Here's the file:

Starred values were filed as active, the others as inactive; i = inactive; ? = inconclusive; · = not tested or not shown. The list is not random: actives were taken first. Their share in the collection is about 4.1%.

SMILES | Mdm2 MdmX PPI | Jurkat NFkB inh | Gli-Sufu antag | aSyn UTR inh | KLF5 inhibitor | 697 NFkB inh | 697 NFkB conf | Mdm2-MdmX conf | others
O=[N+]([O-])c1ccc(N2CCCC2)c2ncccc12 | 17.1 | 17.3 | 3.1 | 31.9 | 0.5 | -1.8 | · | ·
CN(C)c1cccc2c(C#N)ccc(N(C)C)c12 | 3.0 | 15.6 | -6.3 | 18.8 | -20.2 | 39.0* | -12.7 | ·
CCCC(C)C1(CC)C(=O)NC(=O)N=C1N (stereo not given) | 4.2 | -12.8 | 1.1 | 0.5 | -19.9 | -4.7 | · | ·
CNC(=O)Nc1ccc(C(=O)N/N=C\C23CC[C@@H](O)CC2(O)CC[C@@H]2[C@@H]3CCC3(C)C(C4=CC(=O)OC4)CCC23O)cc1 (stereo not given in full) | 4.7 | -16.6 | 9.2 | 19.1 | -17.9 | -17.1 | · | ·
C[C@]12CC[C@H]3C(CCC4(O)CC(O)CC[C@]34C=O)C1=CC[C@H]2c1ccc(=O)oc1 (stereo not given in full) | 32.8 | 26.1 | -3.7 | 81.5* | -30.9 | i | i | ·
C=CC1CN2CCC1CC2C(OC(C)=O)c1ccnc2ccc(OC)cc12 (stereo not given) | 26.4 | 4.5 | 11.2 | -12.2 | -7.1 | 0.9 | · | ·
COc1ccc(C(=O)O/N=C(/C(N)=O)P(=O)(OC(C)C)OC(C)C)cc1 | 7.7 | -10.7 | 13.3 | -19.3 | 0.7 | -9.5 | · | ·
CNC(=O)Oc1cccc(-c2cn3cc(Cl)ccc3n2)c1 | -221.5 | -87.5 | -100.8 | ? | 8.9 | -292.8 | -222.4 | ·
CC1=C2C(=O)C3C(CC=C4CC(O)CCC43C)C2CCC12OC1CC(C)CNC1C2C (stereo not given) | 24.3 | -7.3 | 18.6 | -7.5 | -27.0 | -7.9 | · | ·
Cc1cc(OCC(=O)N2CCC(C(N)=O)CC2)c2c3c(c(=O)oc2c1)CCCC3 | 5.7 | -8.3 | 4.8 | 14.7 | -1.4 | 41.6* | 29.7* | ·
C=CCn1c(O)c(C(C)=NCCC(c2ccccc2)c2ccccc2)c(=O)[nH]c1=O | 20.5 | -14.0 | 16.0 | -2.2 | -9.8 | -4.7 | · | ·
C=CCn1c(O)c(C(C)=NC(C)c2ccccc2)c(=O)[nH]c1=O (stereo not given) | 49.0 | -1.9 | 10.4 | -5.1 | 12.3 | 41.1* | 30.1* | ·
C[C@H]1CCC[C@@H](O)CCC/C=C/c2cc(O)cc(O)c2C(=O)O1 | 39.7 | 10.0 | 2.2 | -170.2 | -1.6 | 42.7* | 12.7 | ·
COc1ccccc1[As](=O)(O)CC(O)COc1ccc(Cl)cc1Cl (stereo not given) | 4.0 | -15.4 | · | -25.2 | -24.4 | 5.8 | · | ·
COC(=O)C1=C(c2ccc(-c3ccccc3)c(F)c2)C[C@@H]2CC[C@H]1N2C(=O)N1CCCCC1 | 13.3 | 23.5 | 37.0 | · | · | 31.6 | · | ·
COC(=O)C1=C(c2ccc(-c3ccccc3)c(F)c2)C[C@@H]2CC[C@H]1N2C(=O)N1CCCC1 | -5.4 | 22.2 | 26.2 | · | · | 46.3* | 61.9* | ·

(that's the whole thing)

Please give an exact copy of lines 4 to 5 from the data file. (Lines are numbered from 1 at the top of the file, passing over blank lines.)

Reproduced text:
CN(C)c1cccc2c(C#N)ccc(N(C)C)c12 | 3.0 | 15.6 | -6.3 | 18.8 | -20.2 | 39.0* | -12.7 | ·
CCCC(C)C1(CC)C(=O)NC(=O)N=C1N (stereo not given) | 4.2 | -12.8 | 1.1 | 0.5 | -19.9 | -4.7 | · | ·